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Tuesday, August 25, 2015


Chinese guard at the country’s border with North Korea

WASHINGTON – While representatives from communist North Korea and South Korea have come to an agreement to ease tensions, the Chinese have moved a mechanized brigade to their border with North Korea.

With world attention focused on the stock-market slide prompted by China, the People’s Liberation Army is indicating its concern about the uptick in war jitters on the Korean Peninsula.

East Asian expert J.H. Ahn reports in the Washington, D.C.-based website NK News that there are “significant” military movements of a brigade-size mechanical unit consisting of PTZ-89 tank destroyers in the city of Yanji, China, an autonomous region of Yanbian bordering North Korea.

A Defense Department source told WND on condition of anonymity that Beijing no longer wields the control it once had on the North Korean leadership.

“Kim is doing what he can to take control of his military and that includes his military-to-military relations with China,” he said, referring to North Korea’s Supreme leader, 32-year-old Kim Jung-un.

The concern was punctuated recently when Kim ordered the purge and possible execution first of his uncle, Jang Song-thaek, and then a rising star in the North Korean People’s Army, Gen. Pyon In-son.

Jang, who was Kim’s second-in-command, was a primary intermediary with China. Pyon, who recently was “killed for expressing an opinion different to that of Kim,” represented North Korea in military-to-military talks with China.


Pyon was a swift riser through KPA ranks, achieving a four-star rank, according to the source. He not only was a member of the party Central Committee but was a vice minister of the People’s Armed Forces.

The two leaders’ demise reflects a greater purge of more than 50 high-ranking military officials that Kim has conducted over the past year in an effort to consolidate his power, including control of ties with China, which has frustrated the Chinese leadership.

‘Lips and teeth’
The relationship between Beijing and Pyongyang was once described by the late Chinese leader Mao Zedong as “lips and teeth.” Chinese troops in 1950 descended on U.S. troops at the Yalu River once they had crossed the now infamous 38th parallel.

East Asian sources say that since Kim came to power almost four years ago, relations with China have become increasingly estranged.

To this day, Kim hasn’t visited Beijing.

Relations began to wane during the regime of Kim’s father, Kim Jong-il when China and South Korea established diplomatic relations. Nevertheless, the two nations continued to work together and maintained somewhat close ties.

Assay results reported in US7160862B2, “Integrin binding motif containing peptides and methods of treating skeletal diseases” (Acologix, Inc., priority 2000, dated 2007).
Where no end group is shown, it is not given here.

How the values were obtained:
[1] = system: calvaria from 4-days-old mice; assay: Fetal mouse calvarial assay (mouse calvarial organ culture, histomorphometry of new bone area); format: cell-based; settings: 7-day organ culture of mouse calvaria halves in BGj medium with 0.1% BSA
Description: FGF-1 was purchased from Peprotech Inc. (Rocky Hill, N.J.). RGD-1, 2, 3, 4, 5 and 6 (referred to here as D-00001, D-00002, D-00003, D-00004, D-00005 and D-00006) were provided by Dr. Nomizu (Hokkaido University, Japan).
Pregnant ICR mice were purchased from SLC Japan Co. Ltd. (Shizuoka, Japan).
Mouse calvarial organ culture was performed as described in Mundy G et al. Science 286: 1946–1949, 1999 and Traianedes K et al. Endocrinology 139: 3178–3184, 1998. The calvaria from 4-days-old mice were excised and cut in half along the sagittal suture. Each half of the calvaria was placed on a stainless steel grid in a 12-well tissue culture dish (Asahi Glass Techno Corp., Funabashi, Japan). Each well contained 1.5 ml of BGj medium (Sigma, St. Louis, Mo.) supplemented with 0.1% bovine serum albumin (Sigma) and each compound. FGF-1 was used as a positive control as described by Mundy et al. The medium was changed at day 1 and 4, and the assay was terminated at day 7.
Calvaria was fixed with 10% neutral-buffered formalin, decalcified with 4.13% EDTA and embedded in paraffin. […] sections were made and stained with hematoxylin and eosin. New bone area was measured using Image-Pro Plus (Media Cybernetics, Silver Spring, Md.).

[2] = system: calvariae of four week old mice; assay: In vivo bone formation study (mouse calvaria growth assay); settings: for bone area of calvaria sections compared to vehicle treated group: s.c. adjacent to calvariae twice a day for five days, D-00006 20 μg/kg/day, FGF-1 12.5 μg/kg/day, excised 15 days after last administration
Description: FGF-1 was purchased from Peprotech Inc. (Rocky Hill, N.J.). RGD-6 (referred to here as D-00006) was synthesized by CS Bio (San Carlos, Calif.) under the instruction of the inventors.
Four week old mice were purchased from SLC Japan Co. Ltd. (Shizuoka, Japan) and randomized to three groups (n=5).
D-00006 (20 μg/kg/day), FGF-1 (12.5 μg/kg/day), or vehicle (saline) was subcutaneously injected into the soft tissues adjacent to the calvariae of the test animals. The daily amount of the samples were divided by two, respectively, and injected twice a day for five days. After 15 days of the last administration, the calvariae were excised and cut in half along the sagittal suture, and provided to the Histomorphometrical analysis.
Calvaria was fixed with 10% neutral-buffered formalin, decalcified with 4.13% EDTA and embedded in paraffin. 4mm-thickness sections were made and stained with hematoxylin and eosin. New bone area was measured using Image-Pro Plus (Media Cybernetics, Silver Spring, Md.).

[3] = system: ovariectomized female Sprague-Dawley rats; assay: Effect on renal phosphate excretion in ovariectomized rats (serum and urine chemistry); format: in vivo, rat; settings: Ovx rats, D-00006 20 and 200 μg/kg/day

Under Kim Jung-un, however, there has been a dramatic shift, the Defense source told WND.

He said that unlike past practice, China was absent from the discussions between representatives of North and South Korea at Panmunjom in the demilitarized zone separating the two countries.

He said Kim’s actions were meant to drive a barrier between Beijing and Seoul.

His view was reinforced by John Delury, a professor at Yonsei University in Seoul in a recent interview with Time magazine.

“Beijing has been noticeably, almost painfully, absent from the escalating tension on the Korean Peninsula in the last couple weeks,” Delury said. “Other than anodyne calls for everybody to exercise self-restraint, Beijing has had nothing to say or do to improve the situation.”

Still at war
Despite a truce in 1953, both North and South Korea are technically at war with each other.

The Defense source said China is very concerned about North Korea’s development of nuclear weapons. He said the last thing Beijing wants is a leader of a country with nuclear weapons over which it no longer has major influence.

He said Beijing has sought unsuccessfully to meet with Pyongyang in an effort to halt its nuclear weapons program. Because of the failed talks, he said China is growing impatient with Kim and may no longer want to be a buffer.

Until now, he said, Beijing has regarded itself as political, economic, military and diplomatic shield with the international community, especially from the United States.

In the past, China repeatedly has emphasized to the U.S. the need for talks with North Korea over the numerous crises related to its development of nuclear weapons.

The turn of events were reflected in an Aug. 24 editorial of the Chinese Communist Party daily, Global Times, warning that North Korea may be trying to “strip China of its strength and geopolitical advantages.”

The editorial speculated that the North may have created the latest round of hostilities in an effort to keep South Korean President Park Geun-hye from visiting Beijing.

“Beijing will not be led by the nose,” the editorial added, “and there is no force on the Korean Peninsula that could easily maneuver China.”

Credit to WND
Read more at http://www.wnd.com/2015/08/china-moves-mechanized-brigade-to-n-korean-border/#6bhdWTKPpEH0b8SP.99

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